Glasgow in the 1950s was a deprived and often violent place. Meg Henderson was part of a large family, and when the tenement block in which they lived collapsed they had to move to the notorious Blackhill district where religious sectarianism and gang warfare were part of daily life. Yet despite appalling conditions , there was warmth, laughter and a remarkable spirit, andMeg's mother and her Aunt Peggy, both idealistic and emotional women, shielded her from the effects of her father's heavy drinking.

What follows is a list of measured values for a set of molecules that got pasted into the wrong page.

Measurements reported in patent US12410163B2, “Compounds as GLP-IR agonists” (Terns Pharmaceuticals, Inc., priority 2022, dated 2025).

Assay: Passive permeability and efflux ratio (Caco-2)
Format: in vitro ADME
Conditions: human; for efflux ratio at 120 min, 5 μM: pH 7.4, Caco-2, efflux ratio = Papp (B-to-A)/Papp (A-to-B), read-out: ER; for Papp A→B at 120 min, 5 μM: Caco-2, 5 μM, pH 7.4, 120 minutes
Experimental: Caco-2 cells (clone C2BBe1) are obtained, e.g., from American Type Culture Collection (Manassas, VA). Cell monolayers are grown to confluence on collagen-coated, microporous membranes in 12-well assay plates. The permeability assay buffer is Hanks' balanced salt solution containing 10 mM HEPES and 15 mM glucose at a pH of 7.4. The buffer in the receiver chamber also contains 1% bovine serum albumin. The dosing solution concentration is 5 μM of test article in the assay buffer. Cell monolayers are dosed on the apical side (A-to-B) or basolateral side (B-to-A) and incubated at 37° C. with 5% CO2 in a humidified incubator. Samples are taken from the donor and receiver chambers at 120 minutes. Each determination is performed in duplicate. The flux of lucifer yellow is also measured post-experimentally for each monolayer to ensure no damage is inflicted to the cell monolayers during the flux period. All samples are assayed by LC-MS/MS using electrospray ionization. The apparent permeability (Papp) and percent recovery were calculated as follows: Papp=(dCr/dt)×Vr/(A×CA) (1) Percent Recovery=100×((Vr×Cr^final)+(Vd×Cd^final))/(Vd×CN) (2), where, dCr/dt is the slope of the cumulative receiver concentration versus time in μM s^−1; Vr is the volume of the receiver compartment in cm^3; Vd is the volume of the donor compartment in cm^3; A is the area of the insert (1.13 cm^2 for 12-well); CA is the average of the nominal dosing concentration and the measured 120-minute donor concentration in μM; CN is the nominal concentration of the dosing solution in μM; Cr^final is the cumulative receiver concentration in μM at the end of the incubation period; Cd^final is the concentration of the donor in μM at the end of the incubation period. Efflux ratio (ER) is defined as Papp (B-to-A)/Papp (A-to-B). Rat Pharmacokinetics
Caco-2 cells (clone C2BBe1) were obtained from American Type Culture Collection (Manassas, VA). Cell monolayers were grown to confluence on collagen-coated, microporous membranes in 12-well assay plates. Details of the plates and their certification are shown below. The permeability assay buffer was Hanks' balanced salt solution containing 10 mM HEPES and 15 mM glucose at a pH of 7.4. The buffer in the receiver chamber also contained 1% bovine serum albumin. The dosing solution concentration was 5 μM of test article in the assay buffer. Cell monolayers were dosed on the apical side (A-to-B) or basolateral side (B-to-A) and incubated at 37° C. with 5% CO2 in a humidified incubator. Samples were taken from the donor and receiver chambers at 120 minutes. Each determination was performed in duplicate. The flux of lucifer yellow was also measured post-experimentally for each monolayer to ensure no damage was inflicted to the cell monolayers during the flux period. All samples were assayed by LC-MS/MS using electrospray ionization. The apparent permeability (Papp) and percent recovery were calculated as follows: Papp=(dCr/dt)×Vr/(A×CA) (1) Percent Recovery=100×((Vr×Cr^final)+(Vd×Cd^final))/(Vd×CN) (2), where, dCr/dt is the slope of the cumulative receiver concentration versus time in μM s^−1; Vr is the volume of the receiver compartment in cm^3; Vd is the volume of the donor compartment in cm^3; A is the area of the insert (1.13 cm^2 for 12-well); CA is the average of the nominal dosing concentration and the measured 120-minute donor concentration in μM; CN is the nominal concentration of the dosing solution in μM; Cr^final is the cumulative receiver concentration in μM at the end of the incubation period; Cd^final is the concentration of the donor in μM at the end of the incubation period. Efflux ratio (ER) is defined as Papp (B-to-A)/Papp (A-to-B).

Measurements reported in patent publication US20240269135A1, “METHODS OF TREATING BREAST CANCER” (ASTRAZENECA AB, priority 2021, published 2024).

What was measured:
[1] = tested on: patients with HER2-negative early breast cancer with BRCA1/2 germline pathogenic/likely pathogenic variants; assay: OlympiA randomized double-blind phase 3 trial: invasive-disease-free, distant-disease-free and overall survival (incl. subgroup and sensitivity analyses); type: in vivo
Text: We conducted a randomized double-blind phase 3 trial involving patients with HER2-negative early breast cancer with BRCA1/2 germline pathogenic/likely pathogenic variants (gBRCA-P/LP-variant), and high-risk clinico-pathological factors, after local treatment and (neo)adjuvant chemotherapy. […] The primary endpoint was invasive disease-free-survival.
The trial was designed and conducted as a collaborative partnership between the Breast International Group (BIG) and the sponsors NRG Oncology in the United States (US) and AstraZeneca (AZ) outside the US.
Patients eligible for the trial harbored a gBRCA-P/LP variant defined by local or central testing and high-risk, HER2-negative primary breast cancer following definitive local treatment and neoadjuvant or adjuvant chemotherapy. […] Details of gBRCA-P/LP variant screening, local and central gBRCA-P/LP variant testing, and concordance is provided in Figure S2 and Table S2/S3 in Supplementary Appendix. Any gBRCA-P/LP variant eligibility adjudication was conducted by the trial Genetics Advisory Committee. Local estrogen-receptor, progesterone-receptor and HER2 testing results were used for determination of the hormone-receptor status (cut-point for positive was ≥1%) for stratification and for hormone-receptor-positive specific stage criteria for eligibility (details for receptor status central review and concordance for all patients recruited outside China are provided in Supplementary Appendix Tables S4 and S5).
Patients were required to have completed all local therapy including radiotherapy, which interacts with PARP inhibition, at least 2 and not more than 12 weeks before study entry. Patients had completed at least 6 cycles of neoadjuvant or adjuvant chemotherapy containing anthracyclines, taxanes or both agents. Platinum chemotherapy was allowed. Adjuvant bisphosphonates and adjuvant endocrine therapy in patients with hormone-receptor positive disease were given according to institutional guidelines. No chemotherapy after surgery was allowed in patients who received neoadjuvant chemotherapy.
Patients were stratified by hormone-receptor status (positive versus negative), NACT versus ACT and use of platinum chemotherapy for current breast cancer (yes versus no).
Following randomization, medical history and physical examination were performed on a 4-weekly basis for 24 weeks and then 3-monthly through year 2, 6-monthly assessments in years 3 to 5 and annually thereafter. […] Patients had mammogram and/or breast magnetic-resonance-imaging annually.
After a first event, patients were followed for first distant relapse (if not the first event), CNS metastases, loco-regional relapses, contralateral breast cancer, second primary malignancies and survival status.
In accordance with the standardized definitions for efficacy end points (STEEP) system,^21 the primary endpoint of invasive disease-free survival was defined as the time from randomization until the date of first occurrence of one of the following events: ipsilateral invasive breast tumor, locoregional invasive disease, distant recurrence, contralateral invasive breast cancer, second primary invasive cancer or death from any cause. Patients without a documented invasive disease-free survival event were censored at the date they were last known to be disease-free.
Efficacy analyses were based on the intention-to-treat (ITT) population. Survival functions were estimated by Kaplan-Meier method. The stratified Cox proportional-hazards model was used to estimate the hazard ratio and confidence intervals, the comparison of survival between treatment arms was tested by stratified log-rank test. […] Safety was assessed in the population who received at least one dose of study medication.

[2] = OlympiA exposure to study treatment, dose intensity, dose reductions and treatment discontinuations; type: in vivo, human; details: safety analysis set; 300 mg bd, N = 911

A hopeless romantic, Peggy searched for a husband until late in life and then endured a harsh, unhappy marriage. When she died horrifically in childbirth her death devastated the family and destroyed Meg's childhood. Only later, after the death of her own mother, was Meg able to discover the shocking facts behind the tragedy.